Simon Hengua: My Life of Mine Planning

  • BSc (Hon) in Geology from University of Cape Town (UCT)
  • Post Graduate Diploma in Mining Engineering from Wits University

The mining industry is a dynamic, exciting, and an amazingly diverse sector with more than 120 occupations ranging from skilled trades to high tech professionals.

If mining is an industry you are considering a career in, have you considered what it would be like to be a Mine Planning Manager? Ask Hengua, Debmarine Namibia Mine Planning Manager. Overseeing the optimal depletion and planning of a mine 70km long and 30km wide in the Atlantic, off the coast of Oranjemund is no simple task. Between short and long term planning he is finding solutions to long term exploration strategies that will affect mining activities even up 2025.

“Often you would get calls from vessels with production issues and now you must find solutions. They cannot wait, so sometimes you have to work up to odd hours,” Hengua tells TE.

All this, on top of balancing strategic mine planning that must satisfy investment with a focus on job creation and stability. In fact life hasn’t been simple since he left his Okakarara homestead for boarding school. When he graduated from University of Cape Town with a degree in Geology in 2002, he sat with four offers on the table from Kombat mine, Anglo Exploration, Namdeb and Otjihase Mine.

“The demand for local geologists was quite high at the time. I chose Otjihase Mine because of its proximity to Windhoek. On my first day at work, they were short of a geologist who could go underground and I had to do that,” he says.

He remembers the frowny faces of geological technicians who had been working at the company before he was born.

“They were against a baby-faced geologist going underground on his first day at work,” he recalls with a chuckle. It was only after his strategies-finishing off the work in half the time-began to reap efficiency, that he gained their respect. When he left in 2004 to join then newly founded Forsys Metals, some tears were shed by the scruffy miners. A lifelong practise of Hengua has been to pick up a vital lesson in whatever situation he is in. Under the mentorship of Forsys Metals founder, Rick Bonner, Hengua learnt the technical know-how of the business, as he graduated from being an ordinary geologist to being in Geologist-In-Charge of the Valencia Uranium project and Ondundu Gold deposit.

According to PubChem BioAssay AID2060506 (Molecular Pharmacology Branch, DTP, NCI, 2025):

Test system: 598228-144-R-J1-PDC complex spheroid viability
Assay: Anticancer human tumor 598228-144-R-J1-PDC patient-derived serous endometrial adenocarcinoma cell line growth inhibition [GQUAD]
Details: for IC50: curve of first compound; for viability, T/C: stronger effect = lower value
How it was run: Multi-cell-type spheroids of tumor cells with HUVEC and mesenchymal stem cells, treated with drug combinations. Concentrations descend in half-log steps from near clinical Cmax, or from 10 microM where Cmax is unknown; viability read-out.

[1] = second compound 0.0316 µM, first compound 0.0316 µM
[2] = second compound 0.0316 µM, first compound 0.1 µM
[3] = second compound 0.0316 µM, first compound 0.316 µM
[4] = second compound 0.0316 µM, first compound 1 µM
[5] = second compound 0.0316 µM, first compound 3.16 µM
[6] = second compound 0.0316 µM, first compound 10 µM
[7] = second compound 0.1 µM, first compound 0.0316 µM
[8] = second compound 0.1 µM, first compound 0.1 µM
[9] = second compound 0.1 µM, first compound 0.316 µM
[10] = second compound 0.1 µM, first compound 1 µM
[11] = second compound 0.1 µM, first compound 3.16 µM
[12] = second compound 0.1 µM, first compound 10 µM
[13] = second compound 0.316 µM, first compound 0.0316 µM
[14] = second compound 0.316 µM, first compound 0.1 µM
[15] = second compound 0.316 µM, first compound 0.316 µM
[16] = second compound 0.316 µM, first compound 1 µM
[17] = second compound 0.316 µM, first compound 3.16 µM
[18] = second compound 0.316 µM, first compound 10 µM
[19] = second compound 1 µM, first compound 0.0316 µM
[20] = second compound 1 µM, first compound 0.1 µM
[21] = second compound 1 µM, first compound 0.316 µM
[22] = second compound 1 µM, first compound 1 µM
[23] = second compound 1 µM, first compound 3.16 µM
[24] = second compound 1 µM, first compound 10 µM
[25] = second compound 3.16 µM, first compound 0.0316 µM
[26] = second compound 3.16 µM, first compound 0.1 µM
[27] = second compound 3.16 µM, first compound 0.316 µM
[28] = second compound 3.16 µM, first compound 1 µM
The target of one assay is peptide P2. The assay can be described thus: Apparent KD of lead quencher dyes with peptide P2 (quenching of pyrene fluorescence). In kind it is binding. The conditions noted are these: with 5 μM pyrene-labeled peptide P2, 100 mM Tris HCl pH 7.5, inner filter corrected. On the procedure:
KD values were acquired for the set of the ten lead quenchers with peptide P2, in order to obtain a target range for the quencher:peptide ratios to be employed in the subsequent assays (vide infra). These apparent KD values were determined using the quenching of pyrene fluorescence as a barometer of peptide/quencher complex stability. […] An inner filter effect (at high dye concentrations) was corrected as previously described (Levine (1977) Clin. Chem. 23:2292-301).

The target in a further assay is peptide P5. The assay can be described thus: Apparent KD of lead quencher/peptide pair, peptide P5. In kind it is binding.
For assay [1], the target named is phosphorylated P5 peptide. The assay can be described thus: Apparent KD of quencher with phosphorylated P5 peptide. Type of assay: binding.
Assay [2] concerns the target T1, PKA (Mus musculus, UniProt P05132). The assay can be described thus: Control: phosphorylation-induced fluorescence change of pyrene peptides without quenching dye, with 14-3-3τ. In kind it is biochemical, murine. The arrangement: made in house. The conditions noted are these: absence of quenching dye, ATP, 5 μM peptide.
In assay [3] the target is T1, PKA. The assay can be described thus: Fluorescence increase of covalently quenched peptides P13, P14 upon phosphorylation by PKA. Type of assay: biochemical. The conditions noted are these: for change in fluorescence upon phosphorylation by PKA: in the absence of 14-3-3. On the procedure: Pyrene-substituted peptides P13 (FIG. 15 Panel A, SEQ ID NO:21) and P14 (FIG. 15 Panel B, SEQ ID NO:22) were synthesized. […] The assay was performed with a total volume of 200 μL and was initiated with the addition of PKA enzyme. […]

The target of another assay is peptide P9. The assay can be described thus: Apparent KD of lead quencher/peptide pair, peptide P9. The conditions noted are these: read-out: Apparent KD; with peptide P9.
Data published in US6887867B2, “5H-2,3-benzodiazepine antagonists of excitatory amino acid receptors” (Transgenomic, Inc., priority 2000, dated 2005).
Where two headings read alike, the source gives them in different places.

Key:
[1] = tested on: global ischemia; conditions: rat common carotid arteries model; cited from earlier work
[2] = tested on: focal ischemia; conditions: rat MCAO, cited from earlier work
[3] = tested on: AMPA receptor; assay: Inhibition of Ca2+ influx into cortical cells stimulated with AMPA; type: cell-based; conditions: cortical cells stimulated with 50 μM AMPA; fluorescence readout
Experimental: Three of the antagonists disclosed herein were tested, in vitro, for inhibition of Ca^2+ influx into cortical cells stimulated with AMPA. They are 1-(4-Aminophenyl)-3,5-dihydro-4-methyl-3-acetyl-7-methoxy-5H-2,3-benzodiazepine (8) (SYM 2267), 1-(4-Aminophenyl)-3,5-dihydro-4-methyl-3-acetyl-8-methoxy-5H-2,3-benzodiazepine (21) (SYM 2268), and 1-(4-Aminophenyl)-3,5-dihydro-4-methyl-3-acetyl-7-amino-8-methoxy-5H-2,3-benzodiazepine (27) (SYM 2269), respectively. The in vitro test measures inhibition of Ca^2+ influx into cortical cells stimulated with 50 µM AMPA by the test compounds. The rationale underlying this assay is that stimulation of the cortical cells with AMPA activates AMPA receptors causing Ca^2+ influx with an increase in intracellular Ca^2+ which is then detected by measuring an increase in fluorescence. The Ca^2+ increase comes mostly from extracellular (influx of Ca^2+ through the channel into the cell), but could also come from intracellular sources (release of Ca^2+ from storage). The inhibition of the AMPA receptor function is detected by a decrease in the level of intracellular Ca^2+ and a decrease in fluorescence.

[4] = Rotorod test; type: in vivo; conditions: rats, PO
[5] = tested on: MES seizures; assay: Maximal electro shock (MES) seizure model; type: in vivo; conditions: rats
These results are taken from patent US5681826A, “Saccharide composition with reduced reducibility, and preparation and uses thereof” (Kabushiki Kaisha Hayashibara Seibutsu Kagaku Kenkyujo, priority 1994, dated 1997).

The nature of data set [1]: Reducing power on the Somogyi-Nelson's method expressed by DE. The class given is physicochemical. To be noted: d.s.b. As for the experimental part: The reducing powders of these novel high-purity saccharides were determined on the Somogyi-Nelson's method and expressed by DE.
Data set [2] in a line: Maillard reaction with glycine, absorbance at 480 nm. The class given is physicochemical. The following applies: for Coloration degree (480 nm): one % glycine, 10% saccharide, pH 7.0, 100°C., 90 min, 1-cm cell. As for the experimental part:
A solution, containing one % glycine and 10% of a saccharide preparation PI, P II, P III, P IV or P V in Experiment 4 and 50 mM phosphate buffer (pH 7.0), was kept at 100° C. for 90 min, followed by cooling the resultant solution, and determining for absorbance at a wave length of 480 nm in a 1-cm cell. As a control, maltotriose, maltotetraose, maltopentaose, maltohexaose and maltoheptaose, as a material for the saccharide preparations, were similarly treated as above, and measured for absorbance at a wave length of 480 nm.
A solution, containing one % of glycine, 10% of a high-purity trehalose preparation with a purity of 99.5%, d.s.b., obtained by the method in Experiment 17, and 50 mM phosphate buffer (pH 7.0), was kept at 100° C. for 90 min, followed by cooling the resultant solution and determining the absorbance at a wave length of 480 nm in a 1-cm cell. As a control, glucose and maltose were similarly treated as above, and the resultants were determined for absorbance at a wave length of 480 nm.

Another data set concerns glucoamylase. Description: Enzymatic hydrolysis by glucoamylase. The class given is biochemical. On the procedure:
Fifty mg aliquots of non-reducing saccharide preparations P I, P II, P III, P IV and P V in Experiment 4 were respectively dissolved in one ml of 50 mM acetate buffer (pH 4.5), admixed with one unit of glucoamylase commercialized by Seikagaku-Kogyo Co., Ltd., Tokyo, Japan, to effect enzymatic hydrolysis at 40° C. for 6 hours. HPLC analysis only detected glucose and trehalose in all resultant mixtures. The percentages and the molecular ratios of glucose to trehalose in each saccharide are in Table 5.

“I am lucky to have worked with great bosses. I learnt the technical know-how of mining from Bonner, and when I joined Debmarine Namibia in 2008 as a Senior Production Geologist, Fabian Shaanika, then Production Geology Manager at Debmarine Namibia groomed me to where I am today,” says the father of two.

His days are long and varied, and as with any management role but managing mine planning also throws up a number of different challenges, such as coordinating teams or responding to a spontaneous emergency.

One of the main responsibilities of a mine geologist is to ensure that minerals are extracted from mines, pits and quarries in such a way that maximum profit is obtained, with as few problems experienced along the way as possible. Hengua works closely with mining engineers to determine the best way to mine.

“In my previous jobs I had to visit the sites occasionally, but here the systems are at the vessels. Debmarine Namibia enables me to be more innovative and be more engaging with the vessel crews in order to attain optimum production.  I am grateful to Shaanika who believed in me and despite being the newest recruit at that point in time, he approved me to take over his position in 2012 when he left.”

Hengua has been part of the turnaround strategy that implemented the high grade-low grade mining efforts in 2008-2009 which optimised the resources while cutting costs, to which he says practically saved the company. And he was barely a year in the Debmarine Namibia job.

Currently, he has been spearheading the building of a new mine planning system which could define how the business is conducted. Once approved and implemented, it will determine even before operations how to optimise the mine within its lifespan.

On the social front, Hengua recently partook in the Desert Dash, a 24-hour cycling endurance from Windhoek to Swakopmund, some personal souvenir from his demanding job.

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